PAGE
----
Amber Sayer is a USATF-certified running coach, and has been training runners for 13 years. She holds two Masters Degrees—one in Exercise Science and one in Prosthetics and Orthotics, and is also a NSCA-Certified Personal Trainer.
As a runner herself, Amber has PRs of 17:07 in the 5k, 28:52 for 5 miles, 1:20:19 in the half marathon, and 3:01:02 in the marathon.
Amber enjoys working with runners of all levels and helping them achieve their goals.
We asked our readers to send her their training questions for her to tackle!
For this week’s installment of Ask Amber, we have three runners who have questions about races, weight gain, and cross-training workouts.
Question 1: Breathless While Running Fast
I have been running for a little over a year and started at a real zero level (could barely run for 30 seconds). I have managed to progress to run for 10k without stopping but I am still struggling with my breath. I want to increase my speed but I immediately start huffing and puffing. Unless I go really slow, I can’t seem to get it under control.
Do you have any suggestions?
Thanks for reaching out. Congrats on the amazing progress you’ve made running so far!
What you are experiencing with the breathlessness it’s definitely not unheard of. Any time we run faster, breathing gets faster, deeper, and more labored.
This is for two reasons: the faster you are running, the more rapidly your muscles need to produce ATP (energy), so they need more oxygen.
They also produce carbon dioxide more quickly, as it is a byproduct of energy metabolism.
It is actually usually the rise in concentration of carbon dioxide during hard exercise that is particularly responsible for increasing your respiration rate.
Some people are more carbon dioxide sensitive than others.
You can assess your carbon dioxide sensitivity with something like the BOLT test. You just need a stopwatch.
Here’s how to do it:
- Sit upright in a comfortable position.
- Take a normal breath in and out through your nose.
- As soon as you’ve exhaled through your nose, pinch your nose to prevent any more air from entering your lungs through your nose and start a timer.
- Keep the timer running while you hold your nose and do not breathe.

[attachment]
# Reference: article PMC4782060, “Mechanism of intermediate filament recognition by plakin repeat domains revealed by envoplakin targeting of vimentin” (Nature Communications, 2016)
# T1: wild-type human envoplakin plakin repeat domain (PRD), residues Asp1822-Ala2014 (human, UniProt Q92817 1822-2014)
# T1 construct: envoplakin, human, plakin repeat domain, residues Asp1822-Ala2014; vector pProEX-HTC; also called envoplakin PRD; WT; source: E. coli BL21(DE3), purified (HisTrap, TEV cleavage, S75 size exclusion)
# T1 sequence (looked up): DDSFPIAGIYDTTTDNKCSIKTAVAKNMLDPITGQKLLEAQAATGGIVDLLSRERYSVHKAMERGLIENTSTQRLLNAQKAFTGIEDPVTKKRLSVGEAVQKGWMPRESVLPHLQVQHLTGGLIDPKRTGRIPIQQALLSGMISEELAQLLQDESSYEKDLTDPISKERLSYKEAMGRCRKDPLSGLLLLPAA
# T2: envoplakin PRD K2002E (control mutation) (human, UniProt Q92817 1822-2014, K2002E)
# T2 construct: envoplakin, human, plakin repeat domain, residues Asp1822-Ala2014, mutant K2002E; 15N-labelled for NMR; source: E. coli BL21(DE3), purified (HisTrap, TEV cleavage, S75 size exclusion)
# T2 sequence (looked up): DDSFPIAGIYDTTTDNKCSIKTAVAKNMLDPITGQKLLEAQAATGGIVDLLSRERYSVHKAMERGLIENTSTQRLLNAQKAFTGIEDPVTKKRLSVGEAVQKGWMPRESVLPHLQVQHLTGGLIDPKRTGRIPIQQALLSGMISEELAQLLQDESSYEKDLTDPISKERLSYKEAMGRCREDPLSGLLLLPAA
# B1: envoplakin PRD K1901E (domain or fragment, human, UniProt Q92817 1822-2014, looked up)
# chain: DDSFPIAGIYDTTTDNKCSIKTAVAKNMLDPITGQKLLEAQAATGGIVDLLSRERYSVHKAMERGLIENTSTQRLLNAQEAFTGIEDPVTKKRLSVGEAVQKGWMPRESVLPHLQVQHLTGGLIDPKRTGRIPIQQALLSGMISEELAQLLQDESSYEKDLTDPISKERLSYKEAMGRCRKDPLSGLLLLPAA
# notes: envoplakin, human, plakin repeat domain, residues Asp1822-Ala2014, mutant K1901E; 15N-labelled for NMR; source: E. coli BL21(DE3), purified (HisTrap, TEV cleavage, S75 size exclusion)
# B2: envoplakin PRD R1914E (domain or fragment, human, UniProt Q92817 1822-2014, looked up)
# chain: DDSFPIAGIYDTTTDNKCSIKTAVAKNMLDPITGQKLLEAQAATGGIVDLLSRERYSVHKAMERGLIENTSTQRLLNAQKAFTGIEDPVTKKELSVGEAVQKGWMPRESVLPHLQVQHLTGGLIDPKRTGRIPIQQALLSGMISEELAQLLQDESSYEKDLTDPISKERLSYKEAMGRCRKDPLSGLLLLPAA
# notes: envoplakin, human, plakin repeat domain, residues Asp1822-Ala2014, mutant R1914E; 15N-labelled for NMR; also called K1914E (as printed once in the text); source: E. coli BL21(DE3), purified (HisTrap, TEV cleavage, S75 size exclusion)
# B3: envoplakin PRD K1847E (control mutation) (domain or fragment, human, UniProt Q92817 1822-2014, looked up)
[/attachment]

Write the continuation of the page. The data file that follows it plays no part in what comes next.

- As soon as you feel the first sensation that your body wants you to breathe, stop the timer.
Make sure you stop the test the second your body first signals you to breathe.
You will know you stopped at the right time if your first breath after you stop the test is normal; you shouldn’t feel like you’re gasping or taking a big breath.
The more sensitive you are to carbon dioxide, the shorter your hold time will be.
None of this is going to help you while you’re running, but I’m explaining this process so you understand why it’s happening, and so you can monitor your improvements over time by redoing the BOLT test.
The good news is that in much the same way that strength training makes your muscles stronger, you can gradually increase your tolerance to CO2 and strengthen the lungs in general with breathing exercises like the Wim Hoff method, breathing through your nose, and box breathing.
For example, try performing a simple box breathing exercise a few times a day. Inhale for 4 seconds, hold the breath for 4 seconds, exhale for 4 seconds, and hold completely exhaled for 4 seconds.
Box breathing can be used to reduce anxiety, and it can also help your body get better at breathing more efficiently.
Additionally, some amount of getting better at running faster is just a matter of pushing through and doing it.
I’m not sure if you’re currently doing any kinds of workouts other than regular distance runs, but you can start by just adding 4-6 strides (30 seconds each or so) of fast running after your distance runs, resting in between each.
Then, build up to trying progression runs, where you start to gradually ramp up your pace in the last few miles of a run.
Finally, it’s worth mentioning the breathlessness to your doctor. You might have exercise-induced asthma, in which case, an inhaler or certain medications may help.
Good luck and let us know how it goes!
Question 2: Trouble With Hills
Hey Coach Amber,
I love your column! Here’s my question. I ran a 10k last weekend and I was really happy with my pace until I hit the hilly section in the second half of the race.
The hills killed me! I went from averaging 9:20 pace to 11:40ish. The hills weren’t very long or very steep at all but it’s just that the downhill wasn’t until the final half mile of the race. After the hills were over, I had 2 miles left and I felt totally out of gas. My pace was still around 11 minutes. I do hills in training once a week.
My last 10k was flat and I ran 4 minutes faster.
Hills hate me, Jill
Thanks for reading the column and for your support.
Hills can definitely be tough so firstly, understand that you’re not alone.
My first instinct was that you ran the first half of the race too fast, so you were a bit gassed by the time you got to the hills, but after thinking about it a bit more, it also sounds like the hills might have been super tough for you no matter when they had occurred in the race.